While diabetic orthotics can alleviate and prevent various foot problems associated with diabetes, these devices can sometimes cause other problems to occur. One of those problems is skin breakdown, which can lead to the development of rashes, ulcers, and other skin conditions that may result in serious health issues and even amputation. Here are a couple of suggestions for protecting your skin and preventing these problems.
Manage Sweat and Moisture
A common cause of skin breakdown is excess moisture. The skin requires some water to remain pliable and healthy, but too much can cause a couple of complications to develop. First, bacteria and fungi love warm moist areas, and you may develop fungal infections or skin rashes in sweaty areas covered by the orthotic device. Second, the excess moisture makes the skin slippery, which can cause the orthotic device to rub against skin, causing friction injuries.
Therefore, it's important to keep the skin that touches your orthotic device as dry as possible. This may involve wearing clothing that helps wick away sweat and moisture—such as athletic socks made from polyester, nylon, or wool—and change them on a regular basis as the clothing becomes saturated.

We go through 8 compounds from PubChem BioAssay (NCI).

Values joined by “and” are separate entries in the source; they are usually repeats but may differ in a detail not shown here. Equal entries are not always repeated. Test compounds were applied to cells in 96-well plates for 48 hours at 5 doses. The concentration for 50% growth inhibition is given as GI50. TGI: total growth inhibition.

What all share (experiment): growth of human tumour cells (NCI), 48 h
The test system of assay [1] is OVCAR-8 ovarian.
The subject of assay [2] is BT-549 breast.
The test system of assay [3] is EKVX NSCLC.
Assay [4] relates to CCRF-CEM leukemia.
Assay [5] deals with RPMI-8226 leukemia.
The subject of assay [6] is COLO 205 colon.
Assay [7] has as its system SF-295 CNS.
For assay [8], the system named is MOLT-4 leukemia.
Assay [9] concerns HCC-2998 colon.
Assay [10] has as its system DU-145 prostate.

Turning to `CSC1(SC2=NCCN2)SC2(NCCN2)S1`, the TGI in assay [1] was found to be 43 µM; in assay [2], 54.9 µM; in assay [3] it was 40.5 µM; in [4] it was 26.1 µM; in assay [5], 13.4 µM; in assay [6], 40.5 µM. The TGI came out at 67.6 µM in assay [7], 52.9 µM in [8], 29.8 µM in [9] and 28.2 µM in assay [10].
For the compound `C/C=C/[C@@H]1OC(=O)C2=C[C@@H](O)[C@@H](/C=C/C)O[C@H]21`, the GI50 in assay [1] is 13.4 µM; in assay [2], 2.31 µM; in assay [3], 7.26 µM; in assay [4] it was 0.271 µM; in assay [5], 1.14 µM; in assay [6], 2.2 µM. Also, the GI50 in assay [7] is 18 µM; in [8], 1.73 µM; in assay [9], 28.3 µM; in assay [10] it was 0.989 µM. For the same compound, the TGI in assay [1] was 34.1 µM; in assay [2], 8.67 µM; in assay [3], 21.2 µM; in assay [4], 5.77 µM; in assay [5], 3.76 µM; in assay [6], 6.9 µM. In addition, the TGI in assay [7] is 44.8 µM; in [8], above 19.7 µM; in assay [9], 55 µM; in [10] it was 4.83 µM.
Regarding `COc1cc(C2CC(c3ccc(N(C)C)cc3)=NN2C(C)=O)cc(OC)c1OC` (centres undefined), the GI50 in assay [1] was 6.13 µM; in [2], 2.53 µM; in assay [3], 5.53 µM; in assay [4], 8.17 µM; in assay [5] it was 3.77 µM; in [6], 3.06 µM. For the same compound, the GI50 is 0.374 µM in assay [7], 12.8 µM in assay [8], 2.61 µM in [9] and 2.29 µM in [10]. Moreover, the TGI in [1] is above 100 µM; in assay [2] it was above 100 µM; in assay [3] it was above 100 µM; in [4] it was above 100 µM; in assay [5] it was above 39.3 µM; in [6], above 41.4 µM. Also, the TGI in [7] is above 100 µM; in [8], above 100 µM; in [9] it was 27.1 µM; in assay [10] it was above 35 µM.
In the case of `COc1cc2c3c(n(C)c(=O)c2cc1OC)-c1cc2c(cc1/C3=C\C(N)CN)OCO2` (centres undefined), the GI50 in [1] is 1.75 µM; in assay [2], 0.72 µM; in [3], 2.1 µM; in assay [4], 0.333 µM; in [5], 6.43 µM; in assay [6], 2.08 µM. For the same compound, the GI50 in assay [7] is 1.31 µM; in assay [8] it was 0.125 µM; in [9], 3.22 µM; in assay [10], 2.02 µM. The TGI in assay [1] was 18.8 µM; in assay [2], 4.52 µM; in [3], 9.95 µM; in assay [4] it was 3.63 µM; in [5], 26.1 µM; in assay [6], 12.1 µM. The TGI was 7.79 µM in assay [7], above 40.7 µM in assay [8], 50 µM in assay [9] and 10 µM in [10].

Removing the orthotic device at various intervals and manually cleaning the skin can also be helpful. Depending on the type of orthotic device you have, using a powder that absorbs moisture or an antiperspirant that prevents it may also be beneficial.
It's also a good idea to talk to the orthotic specialist about adding supplementary materials or making modifications to your device to help manage excess moisture. For instance, the specialist may be able to add holes to the device to encourage better air circulation, which can minimize sweating where the device makes contact.
Pressure is another problem that can contribute to skin breakdown. This is primarily a concern in areas where the orthotic device presses against bony structures in the body, as this damages the skin squeezed between them. This issue can be a little challenging to address, especially if some pressure is needed to enhance the effectiveness of the orthotic device.
However, taking a break and removing the orthotic device every so often can give the skin a chance to recover. It's a good idea to also lightly massage the area to promote blood circulation. If you're wearing orthotic shoes to treat problems with your feet, take a break from standing every couple of hours and elevate your feet for about 20 minutes. This encourages stale blood to circulate out of the legs and delivers fresh healing blood to the feet that can help strengthen the skin in the area.
For more tips on preventing skin breakdown when using orthotic devices, contact custom orthotic services in your area.
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